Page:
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8-Gravel

## 2d linear interpolation

Dear all,
I'm facing again a problem with linear 2D interpolation.
In this case I tried to see if the results of direct and inverse interpolation coincide.
z=f(x,y) and y=f(x,z).
Unfortunately, they don't.
Attached you see the mathcad file.

Thank-you very much for your support.

Regards.

Enrico

9 REPLIES 9
24-Ruby V
(To:ebelmonte)

Sorry, but I see no reason why the two diagrams in your sheet should coincide.

Your first table yields a value for cycles  of 35309 if force=16574 and ratio=0.2.

Your second table suggest a cycle value of just 100 for the same values. Obviously different functions.

8-Gravel
(To:Werner_E)

Dear Werner,

You are right. I've sorted out the file. Now it should be clearer.

I still find some difficulties by interpolating the data.

Regards.

Enrico

24-Ruby V
(To:ebelmonte)

I just looked at the top of your new sheet and compared the "inverse function" you provide (Force1) with the inverse values we can calculate from the given data (Force, Cycles, LoadRatio) using a solve block to provide the inverse function.

Some values are similar, some are quite off. So its no surprise that you don't get the same results.

8-Gravel
(To:Werner_E)

Dear Werner,

Why are there value which do not correspond?

Is that due to the fit function you use to provide the inverse function?

below you find the function.

In the direct function I calculate the "N" while in the inverse function I calculate sigma.

The tables from excel are correct. Why shouldn't not work with mathcad?

Thank-you very much for your support!

24-Ruby V
(To:ebelmonte)

Why are there value which do not correspond?

Is that due to the fit function you use to provide the inverse function?

I'm not sure, but it looks like the two data sets don't stem from the same function.

Don't think that the interpolation is responsible for the big differences.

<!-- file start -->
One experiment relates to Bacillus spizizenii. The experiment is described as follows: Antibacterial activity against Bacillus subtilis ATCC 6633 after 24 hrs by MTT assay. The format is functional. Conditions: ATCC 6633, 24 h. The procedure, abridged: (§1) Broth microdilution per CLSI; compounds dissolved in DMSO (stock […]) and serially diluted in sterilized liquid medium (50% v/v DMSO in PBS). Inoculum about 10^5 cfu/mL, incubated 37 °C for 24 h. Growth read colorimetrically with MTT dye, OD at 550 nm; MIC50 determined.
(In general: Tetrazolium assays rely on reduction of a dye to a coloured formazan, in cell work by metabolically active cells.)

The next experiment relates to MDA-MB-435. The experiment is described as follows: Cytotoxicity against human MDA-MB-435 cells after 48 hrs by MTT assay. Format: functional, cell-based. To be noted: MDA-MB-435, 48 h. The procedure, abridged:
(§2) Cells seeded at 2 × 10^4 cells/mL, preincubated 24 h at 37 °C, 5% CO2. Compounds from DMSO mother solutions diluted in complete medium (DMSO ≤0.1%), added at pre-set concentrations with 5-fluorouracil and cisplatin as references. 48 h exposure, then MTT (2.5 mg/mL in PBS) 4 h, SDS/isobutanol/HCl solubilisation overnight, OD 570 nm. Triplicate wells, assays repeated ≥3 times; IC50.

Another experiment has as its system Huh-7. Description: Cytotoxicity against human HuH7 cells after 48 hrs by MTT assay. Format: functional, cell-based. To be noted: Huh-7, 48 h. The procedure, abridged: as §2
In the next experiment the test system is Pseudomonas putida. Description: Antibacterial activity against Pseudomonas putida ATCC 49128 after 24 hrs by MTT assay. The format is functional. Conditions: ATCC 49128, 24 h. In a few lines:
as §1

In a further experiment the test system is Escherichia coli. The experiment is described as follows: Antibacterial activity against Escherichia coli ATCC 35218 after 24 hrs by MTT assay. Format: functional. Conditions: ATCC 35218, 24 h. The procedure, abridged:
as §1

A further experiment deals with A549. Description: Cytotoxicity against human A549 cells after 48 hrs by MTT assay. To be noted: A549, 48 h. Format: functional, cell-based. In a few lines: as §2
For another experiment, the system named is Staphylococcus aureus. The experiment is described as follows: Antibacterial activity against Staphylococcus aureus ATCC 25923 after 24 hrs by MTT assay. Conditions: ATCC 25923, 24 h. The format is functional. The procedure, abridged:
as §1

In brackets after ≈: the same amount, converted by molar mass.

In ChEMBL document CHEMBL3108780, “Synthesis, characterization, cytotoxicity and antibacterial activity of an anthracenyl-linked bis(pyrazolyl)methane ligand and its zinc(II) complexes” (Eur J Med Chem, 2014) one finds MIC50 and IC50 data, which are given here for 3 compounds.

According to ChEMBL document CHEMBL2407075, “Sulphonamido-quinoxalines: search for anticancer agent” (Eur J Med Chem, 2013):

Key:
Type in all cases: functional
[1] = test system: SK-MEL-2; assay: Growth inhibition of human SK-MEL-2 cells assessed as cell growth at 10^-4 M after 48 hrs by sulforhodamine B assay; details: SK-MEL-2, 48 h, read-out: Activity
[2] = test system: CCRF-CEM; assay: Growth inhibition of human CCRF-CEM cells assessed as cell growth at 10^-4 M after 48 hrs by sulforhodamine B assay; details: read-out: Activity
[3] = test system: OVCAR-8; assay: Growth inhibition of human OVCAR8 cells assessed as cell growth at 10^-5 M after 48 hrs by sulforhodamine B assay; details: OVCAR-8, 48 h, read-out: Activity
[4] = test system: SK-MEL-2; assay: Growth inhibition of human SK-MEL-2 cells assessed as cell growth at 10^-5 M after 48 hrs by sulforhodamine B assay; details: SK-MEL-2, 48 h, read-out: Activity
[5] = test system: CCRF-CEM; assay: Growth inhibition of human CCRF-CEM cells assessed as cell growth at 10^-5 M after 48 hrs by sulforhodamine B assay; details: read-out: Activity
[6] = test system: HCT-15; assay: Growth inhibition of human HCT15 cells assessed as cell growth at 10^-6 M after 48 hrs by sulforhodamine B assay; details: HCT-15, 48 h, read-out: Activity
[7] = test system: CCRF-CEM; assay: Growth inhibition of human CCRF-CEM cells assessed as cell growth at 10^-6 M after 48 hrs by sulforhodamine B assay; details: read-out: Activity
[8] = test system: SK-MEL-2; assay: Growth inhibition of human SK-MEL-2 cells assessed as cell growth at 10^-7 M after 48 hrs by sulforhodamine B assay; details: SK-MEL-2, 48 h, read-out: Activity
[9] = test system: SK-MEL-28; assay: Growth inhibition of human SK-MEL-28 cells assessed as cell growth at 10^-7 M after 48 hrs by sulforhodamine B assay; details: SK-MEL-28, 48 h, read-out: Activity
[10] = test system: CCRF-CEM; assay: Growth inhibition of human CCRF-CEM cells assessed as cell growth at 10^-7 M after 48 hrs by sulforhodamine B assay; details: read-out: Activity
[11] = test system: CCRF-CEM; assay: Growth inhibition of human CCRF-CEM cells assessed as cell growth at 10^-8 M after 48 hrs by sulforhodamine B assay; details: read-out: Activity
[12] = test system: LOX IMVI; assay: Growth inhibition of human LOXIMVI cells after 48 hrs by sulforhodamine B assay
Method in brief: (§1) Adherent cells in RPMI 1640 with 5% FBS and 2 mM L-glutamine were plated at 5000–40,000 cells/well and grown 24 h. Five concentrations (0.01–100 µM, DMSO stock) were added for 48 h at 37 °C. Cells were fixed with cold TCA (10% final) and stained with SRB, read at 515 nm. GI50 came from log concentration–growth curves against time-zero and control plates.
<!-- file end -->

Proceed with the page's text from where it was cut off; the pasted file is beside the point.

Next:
Why are there value which do not correspond?

Is that due to the fit function you use to provide the inverse function?

below you find the function.

"log" means logarithm to base 10 as in Mathcad?

sigma is Force in your sheet, N is Cycles, k is LoadRatio ?

Whats the value of sigma.A?

BTW, If you have a function, why would you need interpolation?

8-Gravel
(To:Werner_E)

Dear Werner,

The data sets stem from the same function. You can prove it observing the two excel tables I've copied on the right side of the mathcad sheet.

"log" means logarithm to base 10 as in Mathcad?  Yes

sigma is Force in your sheet, Yes

N is Cycles, Yes

k is LoadRatio ? No, each column of the table "direct function" is a S-N curve obtained for one specific load ratio.

The load ratio is defined as (Fmin/Fmax). "k" is the slope of the S-N line and changes with the load ratio.

Whats the value of sigma.A? SigmaA is the force corresponding to 1000 cycles and varies for each load ratio.

I need the interpolation to get the function N=f(Force,LoadRatio).

The equation I wrote down indicates the relation between Force and Cycles: Cycles=f(Force).

24-Ruby V
(To:ebelmonte)

OK, I was asking because I was curious if i would be able to calculate and so verify the data tables you provided myself. But obviously I don't have enough information to do so.

I have looked at your Excel table pictures and I noticed that the red underlaid values fit pretty well, but the yellow ones don't!

With Ratio=0,8 and Force=10000, the first table shows cycles=285792

With Ratio=0,8 and Force=10926, the second table shows cycles=100000

This discrepancy may be possible, but may also be a sign the the data tables don't match up.

I can't tell as I am not able to recalculate the data in your two tables.

So the reason for the values not being the same may either  be an error in one or both of your data tables, or it can be because your data values are too far apart and linear interpolation is not appropriate - can't decide.

BTW, you write that k is the slope of one column in your first data table but when I look at hos curves, they don't seem to be perfect straight lines with a constant slope - not in linear, nor in log scale:

I need the interpolation to get the function N=f(Force,LoadRatio).

If you have a way to calculate k for a given Ratio, wouldn't it be simply

8-Gravel
(To:Werner_E)

Dear Werner,

The discrepancies are possible since a low variation of the stress can lead to a big variation of the number of cycles.

The S-N curves are linear if x- and y-axis are logarithmic.

I think that the data are too much apart from each other for linear interpolation.

I tried also the following interpolation

which is working better for low number of cycles but poor for high number of cycles.

Do you have any idea how I can deal with this issue?

Thank-you very much!

24-Ruby V
(To:ebelmonte)

Do you have any idea how I can deal with this issue?

Unfortunately - no.

I tried with a modified interpolation function which would use logs only when interpolating the columns, but to no avail. The result was the very same is you have in our last sheet.

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